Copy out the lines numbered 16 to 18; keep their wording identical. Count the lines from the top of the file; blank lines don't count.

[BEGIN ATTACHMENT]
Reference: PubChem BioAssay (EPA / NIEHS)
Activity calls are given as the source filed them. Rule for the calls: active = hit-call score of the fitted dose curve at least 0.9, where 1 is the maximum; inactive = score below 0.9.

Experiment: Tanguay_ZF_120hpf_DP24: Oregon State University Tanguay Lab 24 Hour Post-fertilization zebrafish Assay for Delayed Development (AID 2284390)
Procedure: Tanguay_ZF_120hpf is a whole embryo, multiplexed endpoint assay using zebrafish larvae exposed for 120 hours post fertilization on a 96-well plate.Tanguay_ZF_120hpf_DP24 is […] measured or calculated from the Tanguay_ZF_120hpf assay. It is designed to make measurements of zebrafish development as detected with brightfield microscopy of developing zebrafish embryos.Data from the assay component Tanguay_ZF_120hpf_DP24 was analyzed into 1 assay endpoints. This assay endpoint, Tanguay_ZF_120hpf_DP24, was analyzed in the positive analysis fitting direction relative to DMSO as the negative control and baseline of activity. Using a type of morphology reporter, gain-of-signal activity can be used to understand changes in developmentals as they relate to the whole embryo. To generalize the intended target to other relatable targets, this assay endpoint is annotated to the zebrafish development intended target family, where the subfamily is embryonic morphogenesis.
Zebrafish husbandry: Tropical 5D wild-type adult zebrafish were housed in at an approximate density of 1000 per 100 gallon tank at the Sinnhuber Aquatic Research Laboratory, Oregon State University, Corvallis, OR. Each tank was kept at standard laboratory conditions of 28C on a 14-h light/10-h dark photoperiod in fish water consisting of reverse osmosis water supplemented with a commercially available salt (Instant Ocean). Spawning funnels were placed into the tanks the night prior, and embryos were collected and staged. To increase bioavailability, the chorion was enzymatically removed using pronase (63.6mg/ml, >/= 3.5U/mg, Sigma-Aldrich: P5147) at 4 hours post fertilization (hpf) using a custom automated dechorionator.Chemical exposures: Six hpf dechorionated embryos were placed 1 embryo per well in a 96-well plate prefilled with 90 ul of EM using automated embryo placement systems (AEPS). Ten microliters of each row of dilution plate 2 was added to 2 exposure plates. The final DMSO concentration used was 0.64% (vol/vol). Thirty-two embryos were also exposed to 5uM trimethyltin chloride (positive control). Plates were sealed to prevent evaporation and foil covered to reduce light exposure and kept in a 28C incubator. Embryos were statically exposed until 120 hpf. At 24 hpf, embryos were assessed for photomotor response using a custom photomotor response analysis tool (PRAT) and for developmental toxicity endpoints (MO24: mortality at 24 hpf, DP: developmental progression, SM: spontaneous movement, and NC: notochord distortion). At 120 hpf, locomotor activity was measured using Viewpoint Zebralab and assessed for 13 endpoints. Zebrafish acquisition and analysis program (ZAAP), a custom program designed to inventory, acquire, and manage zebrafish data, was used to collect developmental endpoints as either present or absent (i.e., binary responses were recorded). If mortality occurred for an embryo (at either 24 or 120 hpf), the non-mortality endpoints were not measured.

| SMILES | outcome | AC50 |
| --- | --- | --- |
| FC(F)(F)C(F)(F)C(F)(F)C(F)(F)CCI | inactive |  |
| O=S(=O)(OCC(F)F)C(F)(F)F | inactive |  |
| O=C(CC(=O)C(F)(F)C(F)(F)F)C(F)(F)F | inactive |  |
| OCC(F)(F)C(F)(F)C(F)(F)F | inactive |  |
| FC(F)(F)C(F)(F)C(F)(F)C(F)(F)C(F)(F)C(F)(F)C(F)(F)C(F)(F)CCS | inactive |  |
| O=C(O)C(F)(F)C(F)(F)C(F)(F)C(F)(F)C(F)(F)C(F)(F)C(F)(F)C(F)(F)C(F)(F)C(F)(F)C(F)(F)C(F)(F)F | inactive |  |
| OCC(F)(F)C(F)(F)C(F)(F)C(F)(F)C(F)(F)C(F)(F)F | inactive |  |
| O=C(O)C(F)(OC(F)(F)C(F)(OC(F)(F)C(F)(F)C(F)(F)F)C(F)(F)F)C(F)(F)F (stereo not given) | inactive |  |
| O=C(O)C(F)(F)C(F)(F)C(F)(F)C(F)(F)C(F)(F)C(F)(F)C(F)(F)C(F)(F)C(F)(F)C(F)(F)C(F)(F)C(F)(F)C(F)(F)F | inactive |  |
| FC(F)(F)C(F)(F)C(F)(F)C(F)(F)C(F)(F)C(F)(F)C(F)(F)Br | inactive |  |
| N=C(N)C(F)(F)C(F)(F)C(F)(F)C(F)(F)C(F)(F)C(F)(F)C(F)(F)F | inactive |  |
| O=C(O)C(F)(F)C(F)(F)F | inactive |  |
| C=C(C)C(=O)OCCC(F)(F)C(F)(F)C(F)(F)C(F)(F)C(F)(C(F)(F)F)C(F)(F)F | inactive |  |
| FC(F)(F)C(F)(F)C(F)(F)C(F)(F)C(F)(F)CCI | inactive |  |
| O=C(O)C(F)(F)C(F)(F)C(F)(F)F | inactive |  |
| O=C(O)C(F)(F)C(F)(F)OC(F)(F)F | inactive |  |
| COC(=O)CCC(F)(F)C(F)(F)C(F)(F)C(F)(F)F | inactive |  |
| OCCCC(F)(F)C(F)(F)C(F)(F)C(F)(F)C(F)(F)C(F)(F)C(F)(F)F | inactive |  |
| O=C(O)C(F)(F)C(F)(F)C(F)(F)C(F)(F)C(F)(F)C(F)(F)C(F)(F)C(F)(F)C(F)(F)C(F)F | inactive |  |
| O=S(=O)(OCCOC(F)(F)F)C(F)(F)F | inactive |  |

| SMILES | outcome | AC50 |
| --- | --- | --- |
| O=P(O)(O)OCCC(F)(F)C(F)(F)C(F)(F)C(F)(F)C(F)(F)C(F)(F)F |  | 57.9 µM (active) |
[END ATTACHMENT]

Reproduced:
| O=C(O)C(F)(F)C(F)(F)C(F)(F)C(F)(F)C(F)(F)C(F)(F)C(F)(F)C(F)(F)C(F)(F)C(F)(F)C(F)(F)C(F)(F)C(F)(F)F | inactive |  |
| FC(F)(F)C(F)(F)C(F)(F)C(F)(F)C(F)(F)C(F)(F)C(F)(F)Br | inactive |  |
| N=C(N)C(F)(F)C(F)(F)C(F)(F)C(F)(F)C(F)(F)C(F)(F)C(F)(F)F | inactive |  |